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Italy opens the first humanitarian corridor for unaccompanied child migrants

Nine Sudanese children, fleeing the war in Darfur, reached Italy from refugee camps in Niger so far. A total of thirty-five will be taken under the project "Report card in your pocket" implemented by the humanitarian organisation INTERSOS, in partnership with UNHCR. The project was financed by the Bishops' Conference with €400,000 via the 'Liberi di partire, liberi di restare' (Free to leave, free to stay) campaign. Other partners include the Italian Bishops' Conference Migrantes Foundation

(foto Fabio Bucciarelli per INTERSOS )

The project entitled “Report card in your pocket. Channels of study for refugee minors”, promoted by INTERSOS in conjunction with UNHCR – the UN refugee agency – is the first humanitarian corridor for unaccompanied child migrants in Italy, Europe and perhaps in the world. Its purpose is to give unaccompanied children and youths who fled wars and poverty the opportunity to receive an education and fulfil their aspirations in life. It has been implemented via a memorandum of understanding with the Italian Ministry of Foreign Affairs and Cooperation, the Ministry of the Interior and the Ministry of Labour. The initiative was launched with the support of the diocese of Turin and was financed by the Bishops’ Conference with €400,000 via the ‘Liberi di partire, liberi di restare’ (Free to leave, free to stay) campaign. Other partners include the Italian Bishops’ Conference Migrantes Foundation and the Municipality of Turin. The first group of five children arrived in October 2021, another four landed at Turin airport on October 12, 2022. Documents are now being finalised for the departure of five more minors. They are all from Sudan, they come from the refugee camps in Niger. They will be placed in foster family homes with a 12-month grant that will enable them to start or continue their studies. In total, the project provides for the arrival in Italy of 35 minors, aged 16 to 17. All of them experienced tragic situations.

“Strong educational motivation was the primary selection criterion,” Elena Rozzi, INTERSOS’ “Report Card in your Pocket” project coordinator, told SIR. “Paradoxically, unaccompanied foreign minors – among the most vulnerable – are denied access to traditional humanitarian corridors. The procedures that are meant to protect them, in fact exclude them”, she explained. The reasons for this include bureaucratic complexities, not least because they need their parents’ consent (often impossible to obtain). In addition, they must be housed in dedicated facilities for minors. But INTERSOS workers found out that Italian legislation provides for ”a residence permit for study purposes for 15-17 year-olds, which is never used. So we seized that opportunity. Once they have been placed with their foster family and registered with the school, the youths can apply for asylum using the normal procedures. It has not been easy: procedures for under-age children are more complicated, and it took longer than expected, but we succeeded.

The youths integrated very well into the family. Everything is progressing better than we had expected”.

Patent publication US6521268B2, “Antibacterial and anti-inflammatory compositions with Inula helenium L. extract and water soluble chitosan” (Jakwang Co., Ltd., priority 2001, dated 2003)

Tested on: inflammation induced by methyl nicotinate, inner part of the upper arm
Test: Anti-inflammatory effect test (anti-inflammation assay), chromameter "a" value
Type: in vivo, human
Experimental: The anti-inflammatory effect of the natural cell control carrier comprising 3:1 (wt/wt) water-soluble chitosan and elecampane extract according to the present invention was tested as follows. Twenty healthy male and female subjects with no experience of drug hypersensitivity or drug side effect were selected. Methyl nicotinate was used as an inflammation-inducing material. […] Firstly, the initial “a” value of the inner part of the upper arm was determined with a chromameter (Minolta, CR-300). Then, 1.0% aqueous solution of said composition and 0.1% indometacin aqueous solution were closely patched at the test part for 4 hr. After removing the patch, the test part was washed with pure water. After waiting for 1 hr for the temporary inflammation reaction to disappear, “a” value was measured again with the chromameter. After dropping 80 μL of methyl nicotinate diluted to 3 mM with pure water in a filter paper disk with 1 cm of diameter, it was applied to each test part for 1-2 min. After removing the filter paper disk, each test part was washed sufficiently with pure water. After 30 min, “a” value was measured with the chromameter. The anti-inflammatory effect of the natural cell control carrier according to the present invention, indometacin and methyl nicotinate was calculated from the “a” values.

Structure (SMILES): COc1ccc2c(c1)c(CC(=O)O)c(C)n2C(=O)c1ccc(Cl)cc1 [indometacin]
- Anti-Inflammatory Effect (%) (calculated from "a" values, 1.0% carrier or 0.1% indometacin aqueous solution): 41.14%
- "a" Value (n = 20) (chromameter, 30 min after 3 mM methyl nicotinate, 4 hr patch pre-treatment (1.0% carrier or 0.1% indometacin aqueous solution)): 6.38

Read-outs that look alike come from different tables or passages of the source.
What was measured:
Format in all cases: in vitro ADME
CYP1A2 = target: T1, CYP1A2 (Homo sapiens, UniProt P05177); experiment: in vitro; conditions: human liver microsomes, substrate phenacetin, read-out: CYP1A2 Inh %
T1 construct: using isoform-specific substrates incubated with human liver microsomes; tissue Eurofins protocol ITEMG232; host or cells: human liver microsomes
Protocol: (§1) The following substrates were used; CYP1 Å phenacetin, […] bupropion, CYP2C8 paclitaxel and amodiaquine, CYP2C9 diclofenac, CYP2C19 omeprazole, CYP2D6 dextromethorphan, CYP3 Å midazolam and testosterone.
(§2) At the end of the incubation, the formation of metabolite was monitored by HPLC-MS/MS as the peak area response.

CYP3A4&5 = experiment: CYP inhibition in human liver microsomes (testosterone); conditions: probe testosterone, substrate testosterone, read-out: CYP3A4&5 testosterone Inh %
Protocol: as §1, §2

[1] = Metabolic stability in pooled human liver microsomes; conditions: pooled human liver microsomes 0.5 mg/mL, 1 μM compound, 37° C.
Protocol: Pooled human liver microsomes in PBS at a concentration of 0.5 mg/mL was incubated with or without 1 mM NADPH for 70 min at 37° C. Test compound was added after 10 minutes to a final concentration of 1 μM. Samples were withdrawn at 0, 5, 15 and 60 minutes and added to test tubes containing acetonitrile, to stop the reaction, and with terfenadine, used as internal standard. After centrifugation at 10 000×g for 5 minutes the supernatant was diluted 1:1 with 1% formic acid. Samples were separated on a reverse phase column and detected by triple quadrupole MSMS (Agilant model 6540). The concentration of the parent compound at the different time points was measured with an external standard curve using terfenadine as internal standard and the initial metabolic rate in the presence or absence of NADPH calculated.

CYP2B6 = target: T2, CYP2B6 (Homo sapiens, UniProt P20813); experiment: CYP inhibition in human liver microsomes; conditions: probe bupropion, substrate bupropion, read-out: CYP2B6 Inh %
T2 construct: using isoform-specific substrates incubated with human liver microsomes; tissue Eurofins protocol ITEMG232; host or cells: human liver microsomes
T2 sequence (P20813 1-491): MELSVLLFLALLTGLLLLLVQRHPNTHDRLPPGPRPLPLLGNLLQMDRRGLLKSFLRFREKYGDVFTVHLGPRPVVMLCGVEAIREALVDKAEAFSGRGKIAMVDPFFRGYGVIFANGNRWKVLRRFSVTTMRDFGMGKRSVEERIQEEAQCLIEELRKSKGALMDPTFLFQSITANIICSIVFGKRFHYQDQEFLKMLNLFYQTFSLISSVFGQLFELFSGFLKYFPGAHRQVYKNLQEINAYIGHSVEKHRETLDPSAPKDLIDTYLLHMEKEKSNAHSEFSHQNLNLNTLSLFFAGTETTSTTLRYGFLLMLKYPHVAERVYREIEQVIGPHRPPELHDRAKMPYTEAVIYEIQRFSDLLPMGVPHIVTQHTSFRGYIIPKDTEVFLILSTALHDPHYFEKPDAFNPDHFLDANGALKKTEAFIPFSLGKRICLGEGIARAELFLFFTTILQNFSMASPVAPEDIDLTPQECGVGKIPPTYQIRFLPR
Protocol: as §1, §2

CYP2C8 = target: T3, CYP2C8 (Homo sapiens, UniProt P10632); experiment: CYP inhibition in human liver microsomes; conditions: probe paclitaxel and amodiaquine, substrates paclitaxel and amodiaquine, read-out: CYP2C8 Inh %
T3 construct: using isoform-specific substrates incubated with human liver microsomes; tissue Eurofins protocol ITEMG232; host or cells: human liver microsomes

INTERSOS supports foster families with cultural mediation tracks, teaching, and practical support for asylum applications. The social services of the involved local councils attend to the needs of the families, which fall into traditional family fostering schemes. Most of them are in Turin, a couple are in Alba and in Genoa, but there are plans to further expand the network. The project coordinator launched an appeal to this effect: “We hope that other municipalities and civil society bodies will also participate.”

In Turin, amidst family and studies. Some of the youths are attending the 150-hour special school programme for adult literacy. One of them has already learned to read and write in Italian at the age of 17. Others are in secondary school, one is attending the third high school year specialising in linguistic studies:

“They have outstanding willpower and strength. This has helped them survive the war in Darfur, Libya and in the refugee camps.

They devote a lot of time to their studies. In the meantime, some children have come of age. Some of the first group families already asked the Juvenile Court of Turin to allow them to continue fostering the youths until they turned 21. “Despite all the difficulties, they are making huge progress,” the social worker concludes, “We hope they will obtain a diploma and subsequently find a job. Through this project we want to show that it is possible to usher in a hitherto unexplored path.

We hope these new procedures may become a replicable model.

This is a valuable way of preventing unaccompanied children and young people from becoming victims of human trafficking and exploitation for illegal journeys.”

17-year-old Omar (a fictional name) is among the youths who reached Italy from Sudan. His dream is to become a physician. He was only 13 when the Janjaweed militias, the terror of the people in Darfur, attacked the refugee camp where he lived, torturing and murdering members of his family. Omar suffered the terrifying experience of the detention camps in Libya until, in 2020, he managed to escape to Niger and sought asylum in a refugee camp in Agadez. He managed to reach Turin where he was placed with a foster family thanks to his encounter with INTERSOS workers. He already learned Italian, he is very happy with his foster family and works hard at his studies.

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